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The danger of misfolded proteins

By | April 9, 2002

Protein folding intermediates are cytotoxic, independent of cell damage caused by mature folded proteins.

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Thick skinned

By | April 9, 2002

Lipoid proteinosis is caused by mutations in the extracellular matrix protein 1 gene on chromosome 1q21.

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BAC to BAC

By | April 8, 2002

Spotting modified DNA directly onto untreated glass surfaces offers an efficient system for identifying genomic abnormalities in tumor samples.

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Bop controls ventricle formation

By | April 8, 2002

encodes a muscle-restricted protein essential for cardiac differentiation and right ventricle morphogenesis.

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primase inhibitors may treat herpes

By | April 8, 2002

primase inhibitors are orally available drugs active against herpes simplex virus.

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Send in the clones

By | April 8, 2002

The US patent office has waded in to the dispute over who was first to develop cloning technology.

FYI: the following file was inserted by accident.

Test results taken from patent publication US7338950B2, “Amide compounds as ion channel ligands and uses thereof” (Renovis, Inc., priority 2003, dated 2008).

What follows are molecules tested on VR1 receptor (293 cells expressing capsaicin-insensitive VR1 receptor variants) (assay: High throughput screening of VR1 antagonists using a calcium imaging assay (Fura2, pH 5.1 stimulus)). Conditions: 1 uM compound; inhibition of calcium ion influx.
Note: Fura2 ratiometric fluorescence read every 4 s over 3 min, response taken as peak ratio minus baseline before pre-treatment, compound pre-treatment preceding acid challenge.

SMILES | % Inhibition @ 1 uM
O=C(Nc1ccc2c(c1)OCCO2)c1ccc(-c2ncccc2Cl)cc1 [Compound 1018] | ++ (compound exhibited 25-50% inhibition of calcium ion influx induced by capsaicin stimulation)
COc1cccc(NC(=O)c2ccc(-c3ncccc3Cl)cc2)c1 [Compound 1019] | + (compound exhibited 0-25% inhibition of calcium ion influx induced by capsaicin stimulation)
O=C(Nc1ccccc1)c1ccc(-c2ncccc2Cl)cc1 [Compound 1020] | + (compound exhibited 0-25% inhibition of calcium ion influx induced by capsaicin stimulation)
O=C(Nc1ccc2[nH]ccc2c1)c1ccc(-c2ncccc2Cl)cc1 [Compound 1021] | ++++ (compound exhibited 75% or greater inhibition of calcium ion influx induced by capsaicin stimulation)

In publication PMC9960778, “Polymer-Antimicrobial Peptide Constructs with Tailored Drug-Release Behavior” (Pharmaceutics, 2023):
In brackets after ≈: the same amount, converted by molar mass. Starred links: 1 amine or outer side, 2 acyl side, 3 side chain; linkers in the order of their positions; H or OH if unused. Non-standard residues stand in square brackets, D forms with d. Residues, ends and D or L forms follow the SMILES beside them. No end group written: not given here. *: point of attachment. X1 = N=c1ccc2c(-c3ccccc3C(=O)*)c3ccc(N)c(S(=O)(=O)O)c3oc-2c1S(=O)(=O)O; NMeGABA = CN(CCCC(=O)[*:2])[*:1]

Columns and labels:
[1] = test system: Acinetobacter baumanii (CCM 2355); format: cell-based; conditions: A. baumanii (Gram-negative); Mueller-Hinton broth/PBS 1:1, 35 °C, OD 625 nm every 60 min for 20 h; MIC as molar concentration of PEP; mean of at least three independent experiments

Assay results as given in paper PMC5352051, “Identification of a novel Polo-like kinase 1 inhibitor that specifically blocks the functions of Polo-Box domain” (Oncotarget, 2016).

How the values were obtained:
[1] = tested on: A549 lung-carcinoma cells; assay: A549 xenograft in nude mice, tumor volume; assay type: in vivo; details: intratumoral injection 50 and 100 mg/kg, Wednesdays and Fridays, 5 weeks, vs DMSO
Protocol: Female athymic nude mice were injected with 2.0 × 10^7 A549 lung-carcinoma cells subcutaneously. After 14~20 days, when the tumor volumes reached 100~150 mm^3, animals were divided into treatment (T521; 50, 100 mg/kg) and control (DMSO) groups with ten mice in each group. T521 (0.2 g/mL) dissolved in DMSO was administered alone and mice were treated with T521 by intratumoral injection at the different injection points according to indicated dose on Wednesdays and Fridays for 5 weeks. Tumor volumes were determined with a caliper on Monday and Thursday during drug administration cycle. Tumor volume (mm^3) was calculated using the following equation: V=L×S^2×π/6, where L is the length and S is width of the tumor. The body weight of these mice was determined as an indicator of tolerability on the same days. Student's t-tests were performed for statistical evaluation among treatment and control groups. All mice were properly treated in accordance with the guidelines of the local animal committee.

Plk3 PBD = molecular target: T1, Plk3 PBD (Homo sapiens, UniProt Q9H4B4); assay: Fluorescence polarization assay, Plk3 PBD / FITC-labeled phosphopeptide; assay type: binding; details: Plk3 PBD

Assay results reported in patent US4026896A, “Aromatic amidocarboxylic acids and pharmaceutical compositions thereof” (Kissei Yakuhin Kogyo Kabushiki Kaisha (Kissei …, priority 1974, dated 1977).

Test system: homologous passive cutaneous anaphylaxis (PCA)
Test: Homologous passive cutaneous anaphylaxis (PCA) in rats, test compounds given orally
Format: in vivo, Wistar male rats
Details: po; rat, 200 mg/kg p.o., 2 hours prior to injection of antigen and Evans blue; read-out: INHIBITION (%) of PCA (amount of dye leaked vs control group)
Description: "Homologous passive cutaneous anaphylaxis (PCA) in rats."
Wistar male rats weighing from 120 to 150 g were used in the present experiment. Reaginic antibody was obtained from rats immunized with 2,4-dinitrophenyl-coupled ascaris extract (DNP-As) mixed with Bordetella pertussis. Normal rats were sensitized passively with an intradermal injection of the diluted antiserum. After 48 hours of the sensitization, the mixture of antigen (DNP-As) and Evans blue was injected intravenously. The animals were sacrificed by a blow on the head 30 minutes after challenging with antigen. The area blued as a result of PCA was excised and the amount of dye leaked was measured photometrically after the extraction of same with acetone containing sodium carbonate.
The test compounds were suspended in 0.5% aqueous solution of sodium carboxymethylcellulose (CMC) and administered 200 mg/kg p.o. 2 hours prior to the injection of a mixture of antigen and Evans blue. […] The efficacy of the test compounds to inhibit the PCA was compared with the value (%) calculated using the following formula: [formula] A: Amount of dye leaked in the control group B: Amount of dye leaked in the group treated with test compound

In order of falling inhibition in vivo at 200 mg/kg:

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Gene therapy rebuilds immunity and its image

By | April 5, 2002

Researchers at Great Ormond Street Children's Hospital strengthen the case for gene therapy as a treatment for immunodeficiencies.

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New vaccine hopes for cancer

By | April 5, 2002

Tumor cells covered with a T cell ligand-mimicking antibody fragment can initiate their own destruction.

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The genome that feeds the world

By | April 5, 2002

Two independent groups report draft sequences of the rice genome.

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The silencing team

By | April 5, 2002

Inactivation of tumor suppressor genes is an essential stage in the development of human cancer but the extent of the involvement of epigenetic silencing and hypermethylation in this process remains unclear. In April 4 Nature, Ina Rhee and colleagues from Johns Hopkins University School of Medicine, show that two enzymes (DNMT1 and DNMT3b) cooperate to silence genes and maintain DNA methylation in human cancer cells.Rhee et al. worked on a colorectal cancer cell line and observed that only genet

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